Everybody has to start somewhere. This old saying applies to stock trading and investing. Are you a stock market novice? One way to look at stocks for beginners is not to consider yourself a beginner.
This is because you can be your best research director, money manager, and market expert when you learn how to trade stocks. Is it the right time to trade stocks? No matter what the market does, it’s a good idea to learn about the stock market and any potential trading or investing opportunities.
Trading education coaches recommend that you “read the books and learn as much as possible.” These are five tips for those who want to learn how to get in on stocks.
1. Your personal brand knowledge is a great way to get started
Warren Buffett’s advice is to “Never invest money in a company you don’t understand.” Consider the companies that offer the products or services you and your family use daily.
How did you get here? What restaurant have you been to recently? What entertainment did you listen to or watch over the weekend? It is a great way to get started on your trading or investing thesis by asking basic questions.
Brands and companies that are easily identifiable at ground level are likely to be well-known by the stock market. You could make some money from them, as well as receive dividends.
It’s impossible to predict the future and companies have the right to stop paying dividends.
2. Learn the basics
A stock purchase gives you partial ownership and a share of the company’s earnings. Market beginners need to understand basic metrics like revenue and basic earnings per share (EPS), which are rough measures of a company’s profit that can be allocated for one share of its stock. If you have a diverse portfolio, you can use the Prillionaires wealth tracker to keep track of all your assets.
Publicly traded companies usually report quarterly earnings and financial information, including EPS. It’s a smart idea to review the company’s earnings history and compare it to analyst expectations for any stock that you are considering. Is the company able to beat or fall short of its EPS forecasts in the past? Check the calendar to find out when the company will report quarterly results.
Earnings conference calls are another great source of insight and perspective. They are held right after companies report quarterly results. Listening in can give you insight into the CEO’s thoughts and answer the questions investors and analysts are asking.
You may also feel more like an “investor” than someone buying stock shares.
3. To spot trends, use technical indicators
Chart patterns, trading volume statistics, and other technical indicators are used by many market professionals to make buying and selling decisions. These professionals might be looking at “momentum”, which is how fast or slow a price moves up or down or trying to spot price trends before they reverse. This is a well-known market maxim: “The trend will be your friend.”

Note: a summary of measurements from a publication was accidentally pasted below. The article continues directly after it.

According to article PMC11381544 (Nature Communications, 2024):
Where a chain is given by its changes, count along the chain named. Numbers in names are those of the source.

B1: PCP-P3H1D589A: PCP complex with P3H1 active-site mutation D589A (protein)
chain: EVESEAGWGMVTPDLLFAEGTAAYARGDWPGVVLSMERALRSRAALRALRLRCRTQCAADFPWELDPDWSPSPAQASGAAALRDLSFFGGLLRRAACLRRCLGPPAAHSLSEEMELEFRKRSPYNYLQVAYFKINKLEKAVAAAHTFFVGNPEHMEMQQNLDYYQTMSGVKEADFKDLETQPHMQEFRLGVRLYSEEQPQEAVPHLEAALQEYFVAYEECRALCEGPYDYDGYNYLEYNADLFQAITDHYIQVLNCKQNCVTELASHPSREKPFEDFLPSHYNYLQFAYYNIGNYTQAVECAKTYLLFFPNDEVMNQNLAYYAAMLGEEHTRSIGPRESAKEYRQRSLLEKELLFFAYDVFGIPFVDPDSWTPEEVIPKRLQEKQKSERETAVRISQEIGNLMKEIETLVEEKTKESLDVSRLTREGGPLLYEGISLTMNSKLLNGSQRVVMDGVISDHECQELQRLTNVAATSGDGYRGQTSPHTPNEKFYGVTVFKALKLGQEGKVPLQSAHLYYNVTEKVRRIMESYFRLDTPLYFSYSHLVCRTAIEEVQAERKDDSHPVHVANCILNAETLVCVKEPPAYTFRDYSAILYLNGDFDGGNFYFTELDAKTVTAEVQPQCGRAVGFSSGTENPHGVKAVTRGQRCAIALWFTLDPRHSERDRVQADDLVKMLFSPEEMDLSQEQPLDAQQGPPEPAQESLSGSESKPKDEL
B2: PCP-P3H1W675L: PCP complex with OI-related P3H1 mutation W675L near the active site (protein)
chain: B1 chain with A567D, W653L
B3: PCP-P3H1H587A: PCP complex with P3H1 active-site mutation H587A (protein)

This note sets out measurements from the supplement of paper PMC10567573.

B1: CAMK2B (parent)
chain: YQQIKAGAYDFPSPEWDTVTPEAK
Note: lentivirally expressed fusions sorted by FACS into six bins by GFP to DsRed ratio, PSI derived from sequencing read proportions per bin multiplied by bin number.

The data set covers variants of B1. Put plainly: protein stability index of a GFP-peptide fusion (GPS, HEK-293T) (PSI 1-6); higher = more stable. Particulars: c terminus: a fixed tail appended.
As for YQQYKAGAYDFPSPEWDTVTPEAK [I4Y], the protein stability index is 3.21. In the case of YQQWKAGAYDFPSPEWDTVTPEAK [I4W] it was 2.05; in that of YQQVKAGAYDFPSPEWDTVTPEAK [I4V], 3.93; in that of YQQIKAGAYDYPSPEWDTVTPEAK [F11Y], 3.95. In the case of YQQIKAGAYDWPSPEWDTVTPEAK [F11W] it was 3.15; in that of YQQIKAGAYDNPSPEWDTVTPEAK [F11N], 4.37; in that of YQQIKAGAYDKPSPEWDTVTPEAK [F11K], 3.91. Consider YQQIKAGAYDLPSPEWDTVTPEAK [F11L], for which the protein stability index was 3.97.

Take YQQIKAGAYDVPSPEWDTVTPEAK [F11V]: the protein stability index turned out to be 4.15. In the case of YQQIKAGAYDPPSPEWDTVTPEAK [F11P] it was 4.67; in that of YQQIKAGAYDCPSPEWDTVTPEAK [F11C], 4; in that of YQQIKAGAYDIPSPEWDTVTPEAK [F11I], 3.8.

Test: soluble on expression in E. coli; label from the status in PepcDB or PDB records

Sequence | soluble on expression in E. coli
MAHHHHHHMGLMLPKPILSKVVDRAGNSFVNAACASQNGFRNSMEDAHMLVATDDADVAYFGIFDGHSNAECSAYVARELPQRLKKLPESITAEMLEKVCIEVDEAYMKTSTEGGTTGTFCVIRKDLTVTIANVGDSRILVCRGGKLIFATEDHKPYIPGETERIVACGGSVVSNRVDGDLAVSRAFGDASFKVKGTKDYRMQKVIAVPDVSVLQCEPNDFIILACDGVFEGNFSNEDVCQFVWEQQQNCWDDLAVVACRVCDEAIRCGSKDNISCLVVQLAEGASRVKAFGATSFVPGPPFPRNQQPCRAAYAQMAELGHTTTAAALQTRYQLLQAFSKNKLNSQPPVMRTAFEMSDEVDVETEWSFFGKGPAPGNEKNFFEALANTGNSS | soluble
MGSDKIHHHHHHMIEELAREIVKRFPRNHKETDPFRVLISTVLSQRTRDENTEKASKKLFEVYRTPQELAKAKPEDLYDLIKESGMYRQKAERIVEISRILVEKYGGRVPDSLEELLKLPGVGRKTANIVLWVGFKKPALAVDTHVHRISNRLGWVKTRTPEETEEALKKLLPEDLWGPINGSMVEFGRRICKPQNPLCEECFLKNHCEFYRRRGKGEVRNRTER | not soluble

Stock market beginners can use similar techniques to determine the direction of a stock’s movement and its potential future direction. A handy tool for identifying trends is the combination of the 30-day simple movement average (a stock’s average closing prices over the past 30 days) and the 10-day exponential move average (which gives more weight to more recent data).
Technical traders often consider a strong trend a stock that is over its 30-day simple moving and 10-day exponential moving averages.
4. Always do the math
Sound investing or a trading strategy is based on numbers. This means weighing the risks you are taking against potential rewards, calculating what is “expensive” and understanding other numbers-based assessments.
The math used to trade or invest is similar to the due diligence that you would do when purchasing a house or any other real estate transaction. Some investors believe that if you don’t do the math you aren’t really investing.
The price-to-earnings ratio (P/E), which is widely used to gauge whether a stock’s value is too high or low, is one place to start. The P/E ratio, also known as P/E multiples or price-to-earnings ratio, measures how much investors will pay for a dollar of a company’s profits. The P/E ratio of a stock is the most important when it is compared to other peers in its industry and broad market benchmarks like the S&P 500.
5. Invest in your goals
Markets are fundamentally managed by humans. This means that anxiety, fear, and exuberance all play a part in markets. Markets can move up and down, sideways, or even in the opposite direction, sometimes without any apparent reason. Beginners might do well to recognize what they cannot control and to try to avoid potentially irrational and emotion-driven trading decisions.
Trading is often compared to dating by some professionals. It takes them less time to audition candidates for a portfolio. Investing is, therefore, more like a marriage. It involves long-term decisions that can take six months or more, and are based on criteria that are important to each trader. You are looking for a partner or a long-term trend.